Tunis: The death toll of foreign tourists killed in deadly Tunisia museum attack has increased to 20, the health minister said Thursday
According to an AFP report, the country's health minister said that the number of slain foreign tourists has risen from 17 to 20. Also the number of killed Tunisians rose to three.
Philip Hammond, UK Foreign Secretary informed that a British woman was among those killed.
Meanwhile, the hunt is on for the absconding accomplices of the two gunmen who were killed during the operation.
Tunisian PM Habib Essid made public the identity of the two gunmen killed during the security operation at the Bardo museum, saying that they were probably Tunisian.
The two terrorists responsible for the attack were identified as Yassine Abidi and Hatem Khachnaoui, reported Mosaique FM Radio.
23 people, including 20 foreigners and three Tunisians were killed when gunmen wielding Kalashnikovs opened fire at the museum yesterday, which is not far from the Parliament, which was soon evacuated, but reconvened later for a special session in the evening.
When the attack took place in the adjacent museum, the Parliamentarians were discussing an anti-terror law. According to a Mirror report that cited the tweet of a journalist, a picture showed how the MPs, in a show of courage and defiance, sang national anthem during the lockdown.
Among those killed were tourist of different nationalities including French, Japanese, Spanish, Italian, Polish, German, Colombian, etc.
The attackers also held several tourists hostage as pictures posted on Twitter showed images from inside the museum, showing people squatting on the floor.
All hostages were however freed as Tunisia Special Forces took cover, killing two gunmen in the security operation that went on for two hours.
Tunisia museum attack has been condemned by world leaders with the UN chief calling it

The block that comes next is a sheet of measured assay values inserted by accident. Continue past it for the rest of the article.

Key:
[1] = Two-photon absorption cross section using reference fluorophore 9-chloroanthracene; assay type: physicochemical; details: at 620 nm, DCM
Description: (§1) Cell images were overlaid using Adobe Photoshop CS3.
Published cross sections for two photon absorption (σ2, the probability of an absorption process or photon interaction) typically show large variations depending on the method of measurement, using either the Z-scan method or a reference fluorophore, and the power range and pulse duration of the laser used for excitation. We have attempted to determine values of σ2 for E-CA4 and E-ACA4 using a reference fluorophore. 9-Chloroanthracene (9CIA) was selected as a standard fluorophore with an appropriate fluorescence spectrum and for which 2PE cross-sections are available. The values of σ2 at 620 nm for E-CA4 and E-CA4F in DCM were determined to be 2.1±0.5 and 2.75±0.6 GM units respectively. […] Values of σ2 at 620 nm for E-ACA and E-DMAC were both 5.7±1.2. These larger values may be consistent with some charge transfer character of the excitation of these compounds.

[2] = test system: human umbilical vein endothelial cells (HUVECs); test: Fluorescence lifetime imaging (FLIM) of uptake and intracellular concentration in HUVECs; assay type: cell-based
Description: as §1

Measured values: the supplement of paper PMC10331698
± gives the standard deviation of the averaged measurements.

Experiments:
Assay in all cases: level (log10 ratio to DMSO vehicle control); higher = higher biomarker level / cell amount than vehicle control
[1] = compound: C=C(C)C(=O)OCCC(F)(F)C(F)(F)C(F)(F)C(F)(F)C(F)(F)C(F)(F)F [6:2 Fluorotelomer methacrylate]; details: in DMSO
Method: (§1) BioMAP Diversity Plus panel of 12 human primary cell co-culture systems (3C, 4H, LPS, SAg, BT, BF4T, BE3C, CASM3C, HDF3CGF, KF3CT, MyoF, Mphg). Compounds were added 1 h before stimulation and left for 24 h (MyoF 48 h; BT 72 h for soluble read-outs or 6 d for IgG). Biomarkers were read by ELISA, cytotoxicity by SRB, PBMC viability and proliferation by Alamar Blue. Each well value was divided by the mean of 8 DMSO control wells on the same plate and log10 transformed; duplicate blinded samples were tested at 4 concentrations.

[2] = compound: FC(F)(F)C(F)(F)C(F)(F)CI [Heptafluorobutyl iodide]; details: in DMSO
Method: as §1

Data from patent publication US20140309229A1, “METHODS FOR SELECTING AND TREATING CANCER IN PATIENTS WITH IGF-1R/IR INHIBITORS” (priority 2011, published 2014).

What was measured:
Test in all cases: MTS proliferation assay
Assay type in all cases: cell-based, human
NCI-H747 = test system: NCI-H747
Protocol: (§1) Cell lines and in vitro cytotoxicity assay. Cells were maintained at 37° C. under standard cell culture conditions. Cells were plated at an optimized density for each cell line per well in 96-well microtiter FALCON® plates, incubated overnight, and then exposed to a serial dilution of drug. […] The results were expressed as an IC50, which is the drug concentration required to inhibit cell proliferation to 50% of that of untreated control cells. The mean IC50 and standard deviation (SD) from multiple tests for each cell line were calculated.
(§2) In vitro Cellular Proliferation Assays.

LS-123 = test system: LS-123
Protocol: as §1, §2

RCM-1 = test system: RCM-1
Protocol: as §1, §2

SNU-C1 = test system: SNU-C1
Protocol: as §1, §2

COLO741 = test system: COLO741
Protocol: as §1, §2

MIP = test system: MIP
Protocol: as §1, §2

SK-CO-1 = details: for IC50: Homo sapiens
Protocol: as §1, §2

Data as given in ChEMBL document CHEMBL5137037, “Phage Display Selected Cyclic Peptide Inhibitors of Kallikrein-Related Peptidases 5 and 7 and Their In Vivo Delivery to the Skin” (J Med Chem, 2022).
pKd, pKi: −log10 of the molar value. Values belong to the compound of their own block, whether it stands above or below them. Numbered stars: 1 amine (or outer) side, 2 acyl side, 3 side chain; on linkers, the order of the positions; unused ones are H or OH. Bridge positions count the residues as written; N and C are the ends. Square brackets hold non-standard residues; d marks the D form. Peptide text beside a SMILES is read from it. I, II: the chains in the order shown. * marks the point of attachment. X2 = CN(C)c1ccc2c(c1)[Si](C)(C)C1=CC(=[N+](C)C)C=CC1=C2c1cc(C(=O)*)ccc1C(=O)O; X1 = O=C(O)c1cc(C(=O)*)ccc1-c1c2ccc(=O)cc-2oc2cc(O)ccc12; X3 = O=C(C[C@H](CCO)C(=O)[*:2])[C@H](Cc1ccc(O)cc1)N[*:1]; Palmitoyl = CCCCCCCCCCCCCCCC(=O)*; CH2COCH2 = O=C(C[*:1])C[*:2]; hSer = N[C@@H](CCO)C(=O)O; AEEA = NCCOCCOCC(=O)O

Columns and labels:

Though it is yet to be ascertained that who was behind the attack, a top EU official has blamed the Islamic State for the Bardo Museum attack.
High Representative of the EU for Foreign Affairs and Security Policy, Federica Mogherini said that it was the ISIS that “had become particularly active in neighbouring Libya, was behind the atrocity”, the Mirror reported.
"The EU is determined to mobilise all the tools it has to fully support Tunisia in the fight against terrorism," she added.
The EU official's suspicion does not seem far-fetched as the ISIS had, just a couple of days ago, released a video spouting advice to Boko Haram fighters and urging Tunisian jihadists to follow suit, reported the SITE Intel Group.
Islamic State (IS)-linked accounts on social media have begun expressing joy following the March 17 attack on Bardo Museum in Tunisia’s capital, wherein two armed men reportedly killed at least 19 people and took several hostages. The attack comes after various releases in recent months by IS and its supporters aimed at recruiting Tunisians and inciting attacks.
“If this attack was carried out by the Islamic State, it didn’t come from out of nowhere,” said SITE Director Rita Katz. “Islamic State officials, supporters, and fighters have been urging for an attack in Tunisia in the group’s name for a while now.”
On March 15, IS released a video of a fighter in Raqqa providing advice to fighters in Boko Haram and then stated that Tunisian jihadists should follow in the group’s footsteps:
“Here, let me not to forget to urge our brothers in Tunisia, saying to them: O my brothers in Allah, O brothers in religion and doctrine in Tunisia, what are you waiting for?,” SITE group quoted the ISIS fighter.
Just next day, there were reports of Tunisian rapper “Emino” (AKA Marwen Duiri) joining the ISIS.
And on the day of attack on the museum, another IS-linked account tweeted, “Allah permitting, there will be earthshaking surprises in Tunisia, Egypt, and Libya during these days….We are coming O Rome,” the SITE Intel Group translated.
Also, the ISIS Twitter accounts that have welcome with joy the news of Tunisia terror attack, have renewed their calls for similar attacks , tweeted SITE Intel Group Director Rita Katz.
— Rita Katz (@Rita_Katz) March 18, 2015
Tunisia, the cradle of Arab Spring, though suffering from an unstability and chaos due to Islamist militants who have tried to botch up the country's democratic transition after the ouster of dictator Zine El-Abidine Ben Ali in 2011, has been far removed from the tentacles of the rising extremism as seen in Libya or Syria.